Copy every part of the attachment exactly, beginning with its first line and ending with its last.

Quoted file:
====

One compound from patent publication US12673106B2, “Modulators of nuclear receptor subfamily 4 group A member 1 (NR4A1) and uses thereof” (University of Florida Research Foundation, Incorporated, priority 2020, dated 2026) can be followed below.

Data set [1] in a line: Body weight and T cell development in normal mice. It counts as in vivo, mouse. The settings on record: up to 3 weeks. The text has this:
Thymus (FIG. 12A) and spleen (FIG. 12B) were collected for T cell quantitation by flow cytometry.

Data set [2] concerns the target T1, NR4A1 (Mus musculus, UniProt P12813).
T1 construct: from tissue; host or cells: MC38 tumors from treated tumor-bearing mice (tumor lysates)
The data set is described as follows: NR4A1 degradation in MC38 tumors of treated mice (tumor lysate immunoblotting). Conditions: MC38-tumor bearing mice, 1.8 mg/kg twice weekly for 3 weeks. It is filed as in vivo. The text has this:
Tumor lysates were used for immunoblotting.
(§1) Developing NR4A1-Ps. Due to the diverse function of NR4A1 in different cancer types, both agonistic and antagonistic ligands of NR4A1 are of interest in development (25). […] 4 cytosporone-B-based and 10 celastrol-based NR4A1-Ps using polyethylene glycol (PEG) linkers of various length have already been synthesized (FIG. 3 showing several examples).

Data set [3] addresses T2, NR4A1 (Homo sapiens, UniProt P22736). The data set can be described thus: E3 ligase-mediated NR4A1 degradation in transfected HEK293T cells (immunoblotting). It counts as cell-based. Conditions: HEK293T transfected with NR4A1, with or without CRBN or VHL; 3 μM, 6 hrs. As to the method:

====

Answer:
One compound from patent publication US12673106B2, “Modulators of nuclear receptor subfamily 4 group A member 1 (NR4A1) and uses thereof” (University of Florida Research Foundation, Incorporated, priority 2020, dated 2026) can be followed below.

Data set [1] in a line: Body weight and T cell development in normal mice. It counts as in vivo, mouse. The settings on record: up to 3 weeks. The text has this:
Thymus (FIG. 12A) and spleen (FIG. 12B) were collected for T cell quantitation by flow cytometry.

Data set [2] concerns the target T1, NR4A1 (Mus musculus, UniProt P12813).
T1 construct: from tissue; host or cells: MC38 tumors from treated tumor-bearing mice (tumor lysates)
The data set is described as follows: NR4A1 degradation in MC38 tumors of treated mice (tumor lysate immunoblotting). Conditions: MC38-tumor bearing mice, 1.8 mg/kg twice weekly for 3 weeks. It is filed as in vivo. The text has this:
Tumor lysates were used for immunoblotting.
(§1) Developing NR4A1-Ps. Due to the diverse function of NR4A1 in different cancer types, both agonistic and antagonistic ligands of NR4A1 are of interest in development (25). […] 4 cytosporone-B-based and 10 celastrol-based NR4A1-Ps using polyethylene glycol (PEG) linkers of various length have already been synthesized (FIG. 3 showing several examples).

Data set [3] addresses T2, NR4A1 (Homo sapiens, UniProt P22736). The data set can be described thus: E3 ligase-mediated NR4A1 degradation in transfected HEK293T cells (immunoblotting). It counts as cell-based. Conditions: HEK293T transfected with NR4A1, with or without CRBN or VHL; 3 μM, 6 hrs. As to the method: